• Government Mulls ‘Dawn Leaks’ Response: The Express Tribune quotes PML-N sources who welcome the fact that the government’s response to the ‘Dawn Leaks’ episode has overshadowed Prime Minister Sharif’s meeting with Indian industrialist Sajjan Jandal last week and opposition calls for his immediate resignation in the wake of the Supreme Court Panama Papers ruling. Other sources suggest that Faward Hasan Faward, secretary to the prime minister, issued the notification on Saturday for the dismissal of two other top aides in connection to the Dawn Leaks investigation in order to escape punishment himself. Prime Minister Sharif has barred party members from giving any statement to the media on the issue. [The Nation]
  • Iran Border Talks: Interior Minister Chaudhry Nisar Ali Khan met with Iranian Foreign Minister Javad Zarif in Islamabad on Wednesday for talks on Iran-Pakistan border security, following attacks last week that left ten Iranian guards dead. Zarif stated that “Pakistan and Iran will have to work together to solve the issues facing the Muslim ummah and form a consensus on international matters.” [ET] [AP]
  • BOL TV License Revoked: On Wednesday, the Pakistan Electronic Media Regulatory Authority revoked the broadcast license for two BOL TV channels, citing the failure of four channel directors to obtain a “security clearance” from the interior ministry. [ET] [The Nation]
  • Other Political Activity: Prime Minister Sharif visited Layyah on Tuesday, dismissing his political opponents as pursuing an agenda of “subversion, lying and leveling false allegations” and touting the government’s development record. On Tuesday, the Sindh provincial assembly passed a PML-N-introduced resolution censuring Imran Khan for “irresponsible, non-political and misguiding attitude/behavior” and for “continuously misguiding the nation since last so many years”. The Jamaat-e-Islami agreed to end its sit-in protests against Karachi Electric after meetings with Sindh governor Muhammad Zubair on Tuesday. [Dawn] [The Nation] [ET] [Dawn] [ET] [The Nation] [ET]

Pakistan — Economics and Development

Pakistan — Remainders

  • Sri Lankan Army Chief Visits [Dawn] [The Nation]
  • Six Frontier Corps Soldiers Injured in Kech Attack [ET] [The Nation]
  • Terrorist Suspects Killed in Wah Raid Linked to Islamic State [Dawn]
  • NADRA Temporarily Unblocks 150,000 CNICs [Dawn]
  • Ten Suspects Jailed in Mardan Lynching Case [Dawn]
  • Sindh High Court Extends Stay on Removal of Sindh Provincial Police Chief [Dawn]
  • Pakistan Ramps Up Coal Power with Chinese-Backed Plants [Reuters]
  • Government Requests for Facebook Data on the Rise [ET]
  • Riaz Riazuddin Appointed State Bank of Pakistan Governor [Dawn]

Afghanistan — Security

  • Kabul Suicide Bombing Targets US Convoy: At least eight Afghan civilians were killed and 25 wounded when a suicide bomber targeted an American military convoy as it was exiting the U.S. embassy in Kabul on Wednesday morning. Three U.S. soldiers were wounded. The Islamic State claimed responsibility for the attack through its Amaq News agency, the latest attack in the capital to be claimed by the group since the attack on the Kabul military hospital in March. [WSJ] [AP] [Reuters] [TOLO] [Khaama Press]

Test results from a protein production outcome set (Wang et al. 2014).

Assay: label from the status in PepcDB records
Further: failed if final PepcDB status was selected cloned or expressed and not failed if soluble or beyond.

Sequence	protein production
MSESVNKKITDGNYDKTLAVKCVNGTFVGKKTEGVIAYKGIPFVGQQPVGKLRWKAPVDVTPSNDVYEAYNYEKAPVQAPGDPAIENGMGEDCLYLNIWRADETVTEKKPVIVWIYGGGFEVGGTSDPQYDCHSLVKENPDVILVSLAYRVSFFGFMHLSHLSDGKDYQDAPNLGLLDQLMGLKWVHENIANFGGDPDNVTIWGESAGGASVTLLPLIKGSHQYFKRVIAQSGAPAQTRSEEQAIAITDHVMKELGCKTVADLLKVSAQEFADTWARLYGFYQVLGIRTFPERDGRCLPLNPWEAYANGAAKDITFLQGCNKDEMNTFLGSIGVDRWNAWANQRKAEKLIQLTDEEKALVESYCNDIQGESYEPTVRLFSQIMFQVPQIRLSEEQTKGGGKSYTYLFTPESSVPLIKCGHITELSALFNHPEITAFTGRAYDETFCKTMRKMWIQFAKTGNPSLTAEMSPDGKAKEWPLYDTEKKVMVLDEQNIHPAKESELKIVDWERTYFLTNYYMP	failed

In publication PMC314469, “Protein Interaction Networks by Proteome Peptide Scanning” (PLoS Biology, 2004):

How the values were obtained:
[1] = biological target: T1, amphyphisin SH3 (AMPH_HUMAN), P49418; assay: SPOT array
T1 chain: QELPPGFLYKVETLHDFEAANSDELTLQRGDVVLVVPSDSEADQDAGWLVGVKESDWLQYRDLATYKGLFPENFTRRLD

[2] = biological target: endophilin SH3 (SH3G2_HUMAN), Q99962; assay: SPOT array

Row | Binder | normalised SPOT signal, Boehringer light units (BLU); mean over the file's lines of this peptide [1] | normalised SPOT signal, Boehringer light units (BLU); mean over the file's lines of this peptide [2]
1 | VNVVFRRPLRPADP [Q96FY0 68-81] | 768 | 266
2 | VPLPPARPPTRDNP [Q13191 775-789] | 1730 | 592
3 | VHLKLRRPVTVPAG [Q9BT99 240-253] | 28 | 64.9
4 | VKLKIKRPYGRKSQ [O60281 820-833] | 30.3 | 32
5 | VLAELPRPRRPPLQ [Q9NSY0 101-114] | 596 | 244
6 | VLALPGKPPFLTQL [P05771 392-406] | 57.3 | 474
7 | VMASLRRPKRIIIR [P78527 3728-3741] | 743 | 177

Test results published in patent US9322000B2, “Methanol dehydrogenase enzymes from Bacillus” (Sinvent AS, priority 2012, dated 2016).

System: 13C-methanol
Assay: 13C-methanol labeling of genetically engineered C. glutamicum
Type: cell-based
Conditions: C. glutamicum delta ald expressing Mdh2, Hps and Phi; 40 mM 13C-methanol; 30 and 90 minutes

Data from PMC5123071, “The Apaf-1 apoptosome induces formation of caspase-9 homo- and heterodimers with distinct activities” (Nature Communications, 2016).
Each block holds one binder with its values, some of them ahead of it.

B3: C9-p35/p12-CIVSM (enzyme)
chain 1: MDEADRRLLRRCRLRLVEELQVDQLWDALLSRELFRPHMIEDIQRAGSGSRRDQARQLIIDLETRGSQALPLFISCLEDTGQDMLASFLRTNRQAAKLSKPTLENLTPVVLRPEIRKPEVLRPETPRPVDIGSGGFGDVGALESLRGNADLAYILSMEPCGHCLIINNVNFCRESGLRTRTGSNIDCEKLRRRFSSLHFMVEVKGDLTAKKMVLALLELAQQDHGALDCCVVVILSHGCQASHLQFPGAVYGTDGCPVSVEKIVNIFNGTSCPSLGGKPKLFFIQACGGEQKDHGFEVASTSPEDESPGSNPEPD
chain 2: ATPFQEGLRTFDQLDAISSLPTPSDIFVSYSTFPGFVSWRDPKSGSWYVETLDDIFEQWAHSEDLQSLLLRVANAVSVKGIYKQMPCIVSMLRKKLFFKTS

• ISI Chief Visits: Pakistani Inter-Services Intelligence chief Lt. Gen. Naveed Mukhtar visited Kabul on Tuesday for discussions with Afghan officials; The Nation reports he met with his counterpart, NDS chief Masoom Stanekzai, and was also to meet with Pres. Ghani. No details of his meetings were released. [TOLO] [Khaama Press]
  • Other Attacks and Operations: Helmand provincial police officials say that they killed 27 Taliban fighters during operations in the Garmser district on Tuesday. Afghan National Army officials say airstrikes in the Khwaja Bahauddin district in Takhar province on Wednesday killed 11 Taliban fighters, including the shadow district governor.

Afghanistan — Politics and Diplomacy

  • Hezb-e-Islami Peace Agreement: Hezb-e-Islami spokesman Qarib-ur-Rehman Sayed told reporters on Tuesday that Gulbuddin Hekmatyar would arrive in Kabul on Thursday. 55 Hezb-e-Islami prisoners were released on Tuesday, but another 13 whose release was approved by Pres. Ghani on Monday remain in detention; a spokesman for the Afghan Independent Human Rights Commission, which HIG spokesmen previously accused of blocking the prisoner release, said that “the release of these [13] inmates cannot help us to implement justice, because we have experienced such issues in the past.” A spokesman for the commission tasked with implementing the peace agreement with HIG tells TOLO that “more inmates of the group are expected to be freed soon”. [Ariana News]

Afghanistan — Remainders

  • Kabul Military Hospital Reopens Following March Attack [TOLO]
  • UNAMA Chief Praises Afghan Press [TOLO]
  • Report: Afghanistan Affectations: How to Break Political-Criminal Alliances in Contexts of Transition – “The transition choices by the Afghan government and the international community, particularly the embrace of problematic warlords for the sake of short-term military battlefield advantages and as tools of political cooptation, shaped and reinforced criminality and corruption in post-2001 Afghanistan and thus delegitimized the post-Taliban political dispensation.” [Vanda Felbab-Brown, Brookings]